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Too fast, too soon?

March 30, 2007

The US FDA is widely considered to be the best food and drug regulatory agency in the world. However, the withdrawal of Zelnorm begs the questions: Is the FDA moving too fast?

Also, Zelnorm was originally targeted to women. It is well known in the industry that the usual subjects of clinical trials tend to be young men. This new debacle also begs the question: Are women being short changed in clinical trials? Are we exposing them to risks without adequate testing?

2 Comments leave one →
  1. grownoldernotup permalink
    March 30, 2007 8:01 pm

    Women are not being short changed. Zelnorm was originally approved only for use in women because that is the group focused on in its clinical trials. Recently it has undertaken and completed clinical trials involving men and has been approved for use in men as well.

    The FDA is extremely sensitive to the applicability of clinical trials to the target audience and to the marketing of prescription drugs generally. Each clinical trial must target the exact indication for which the drug company is seeking approval. In many instances finding patients to populate a clinical trial is difficult because the disease or condition is not terribly wide-spread. In the case of some extremely rare diseases, there is a process by which the approval of a drug is shortened.

    This is only a snippit of the vast sea of regulation of pharmaceuticals in the US. The FDA definitely has its hands full, but as far as government agencies are concerns, I think it does a decent job.

  2. darshan1979 permalink
    April 17, 2007 12:03 am

    You raise some excellent points, and I do agree with you that all things considered, the FDA does an excellent job. I also agree that Zelnorm is only one of the hundreds of compounds that the over worked FDA must evaluate regularly.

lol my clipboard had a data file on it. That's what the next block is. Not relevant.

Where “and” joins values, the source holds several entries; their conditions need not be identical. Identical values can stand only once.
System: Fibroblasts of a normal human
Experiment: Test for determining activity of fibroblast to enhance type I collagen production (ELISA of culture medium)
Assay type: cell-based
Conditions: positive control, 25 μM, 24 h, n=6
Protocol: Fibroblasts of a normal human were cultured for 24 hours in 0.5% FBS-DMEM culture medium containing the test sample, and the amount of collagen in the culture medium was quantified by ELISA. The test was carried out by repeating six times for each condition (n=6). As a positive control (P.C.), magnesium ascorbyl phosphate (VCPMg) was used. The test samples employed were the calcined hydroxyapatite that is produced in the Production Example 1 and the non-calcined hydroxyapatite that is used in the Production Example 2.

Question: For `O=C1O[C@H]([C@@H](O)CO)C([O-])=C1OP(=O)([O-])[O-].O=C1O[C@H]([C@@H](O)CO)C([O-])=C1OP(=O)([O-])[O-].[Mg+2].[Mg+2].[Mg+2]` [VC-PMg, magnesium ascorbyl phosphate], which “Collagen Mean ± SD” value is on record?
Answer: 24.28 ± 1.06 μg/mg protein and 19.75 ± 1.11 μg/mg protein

However, the Zelnorm situation made me wonder:
    1. How did the drug company decide to target women? Animal studies would have been poor indicators as to the specific use of the NCE in women since nothing in the animals could have suggested a preffered sex in humans. (I am unaware of genetic markers that are upregulated in women.)
    2. When it comes to the abbreviated drug approval process, it is unlikely that Zelnorm qualified since it was indicated for IBS which is neither rare (as required for orphan drug status) nor an epidemic (as may be available for drugs for AIDS or cancer.) So, the drug company should not have qualified for an abbreviated drug review process.
    3. Considering the use of the drug in women specifically: My initial point was that we can barely predict what a drug would do in adult human males despite having the most data on them. Currently, there is very little data on women since they are not the primary target of most studies. I therefore wonder: Is it smart for a drug company to try to qualify for an abbreviated drug review process, or even a regular drug review process. Isnt it best, when a drug primarily targets women, to require a longer review process since we know the least about that popullation?

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